Rik Rowe invited us to #COLchat he co-moderated on Monday at 9. #COLchat is a twitter chat about the culture of learning (COL) in classrooms. High school juniors and seniors from Mr. Rowe’s math classes took time out of their night to hop on Twitter to talk about the classroom environment and share ideas about how to improve learning. As I tweeted, I was floored by how insightful and self-aware these students were about their learning.
For those of you unfamiliar with Twitter chats, it is a way to host a conversation. Anyone who wants to join the conversation goes online at the same time and tweets with the same hashtag, in this case, #COLchat. People like Mr. Rowe moderate these chats by introducing people and asking questions labeled Q1, Q2, etc. and people answer the questions with corresponding As.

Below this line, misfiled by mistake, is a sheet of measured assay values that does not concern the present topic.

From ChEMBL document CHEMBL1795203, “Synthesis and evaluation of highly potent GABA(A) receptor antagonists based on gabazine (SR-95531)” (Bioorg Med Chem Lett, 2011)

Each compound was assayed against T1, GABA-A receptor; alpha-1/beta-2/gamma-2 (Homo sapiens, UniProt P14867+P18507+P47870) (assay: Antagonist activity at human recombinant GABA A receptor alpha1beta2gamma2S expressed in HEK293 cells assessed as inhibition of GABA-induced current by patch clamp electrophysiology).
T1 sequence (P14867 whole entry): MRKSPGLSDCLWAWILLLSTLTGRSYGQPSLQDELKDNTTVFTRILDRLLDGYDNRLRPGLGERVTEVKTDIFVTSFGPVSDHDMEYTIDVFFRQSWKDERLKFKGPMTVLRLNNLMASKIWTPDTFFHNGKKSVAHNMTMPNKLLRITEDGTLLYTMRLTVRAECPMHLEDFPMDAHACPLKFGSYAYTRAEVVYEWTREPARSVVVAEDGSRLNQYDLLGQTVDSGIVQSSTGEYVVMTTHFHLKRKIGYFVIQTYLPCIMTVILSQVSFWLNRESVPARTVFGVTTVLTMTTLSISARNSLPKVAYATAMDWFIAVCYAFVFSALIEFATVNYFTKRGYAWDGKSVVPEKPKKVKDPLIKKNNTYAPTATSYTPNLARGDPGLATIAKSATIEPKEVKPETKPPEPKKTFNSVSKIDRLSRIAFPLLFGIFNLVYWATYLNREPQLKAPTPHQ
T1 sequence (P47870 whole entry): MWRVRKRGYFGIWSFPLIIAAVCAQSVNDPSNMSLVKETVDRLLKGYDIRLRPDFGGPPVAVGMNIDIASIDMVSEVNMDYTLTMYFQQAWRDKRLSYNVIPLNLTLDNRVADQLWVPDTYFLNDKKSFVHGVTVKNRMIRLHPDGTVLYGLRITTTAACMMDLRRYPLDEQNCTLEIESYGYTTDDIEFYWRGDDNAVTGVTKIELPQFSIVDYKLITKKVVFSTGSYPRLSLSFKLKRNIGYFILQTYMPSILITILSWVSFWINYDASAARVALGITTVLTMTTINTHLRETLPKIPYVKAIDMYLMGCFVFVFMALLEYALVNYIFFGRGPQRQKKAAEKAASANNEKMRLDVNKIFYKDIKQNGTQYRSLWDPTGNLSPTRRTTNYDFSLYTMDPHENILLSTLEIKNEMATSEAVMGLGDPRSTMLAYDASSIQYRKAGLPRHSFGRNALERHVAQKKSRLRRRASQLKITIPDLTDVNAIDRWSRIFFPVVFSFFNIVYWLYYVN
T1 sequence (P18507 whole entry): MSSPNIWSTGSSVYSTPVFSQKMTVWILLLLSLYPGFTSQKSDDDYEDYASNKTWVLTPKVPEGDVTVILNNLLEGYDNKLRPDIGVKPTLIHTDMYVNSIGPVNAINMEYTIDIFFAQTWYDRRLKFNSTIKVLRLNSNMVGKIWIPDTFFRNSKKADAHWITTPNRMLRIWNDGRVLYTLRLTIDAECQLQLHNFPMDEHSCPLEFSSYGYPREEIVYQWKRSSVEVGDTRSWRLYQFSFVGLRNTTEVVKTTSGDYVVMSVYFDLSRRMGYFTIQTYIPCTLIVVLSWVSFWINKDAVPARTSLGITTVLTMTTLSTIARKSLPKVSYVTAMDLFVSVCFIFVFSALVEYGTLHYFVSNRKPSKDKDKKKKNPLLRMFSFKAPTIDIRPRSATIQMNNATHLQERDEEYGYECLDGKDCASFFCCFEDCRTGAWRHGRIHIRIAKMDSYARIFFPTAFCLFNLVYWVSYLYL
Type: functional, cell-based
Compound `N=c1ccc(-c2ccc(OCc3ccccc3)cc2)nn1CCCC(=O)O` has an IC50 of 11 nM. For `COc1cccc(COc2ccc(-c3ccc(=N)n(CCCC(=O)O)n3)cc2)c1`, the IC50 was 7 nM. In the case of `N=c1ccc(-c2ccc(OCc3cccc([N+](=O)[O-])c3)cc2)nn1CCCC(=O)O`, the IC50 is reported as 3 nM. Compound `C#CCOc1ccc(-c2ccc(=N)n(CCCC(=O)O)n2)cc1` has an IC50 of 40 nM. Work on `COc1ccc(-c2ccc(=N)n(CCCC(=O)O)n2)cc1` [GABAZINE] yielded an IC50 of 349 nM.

Students of this chat were advocating for an open, interactive environment where they could make guided decisions about their own learning. The understood that learning is very much a iterative process, and collaboration is very much its catalyst. But like LeVar Burton would say, you don’t have to take my word for it, check out what they have to say for yourself:
Q1: Describe a learning environment that encourages students to remain engaged.
Q2: Why is it important to have an open classroom where students can ask questions to their peers and teachers comfortably?
Q3: How can we make all students comfortable enough to be able to be wrong?
Q4: How can we create a culture where constructive criticism (feedback) is a positive experience for teachers and students?
Q5: Why is being interested in learning so important?
Q6: Who needs to put in more effort, the students or the teachers? Explain.
Q7: How have the topics discussed in #COLchat helped the learning process in your classroom?
Very cool stuff.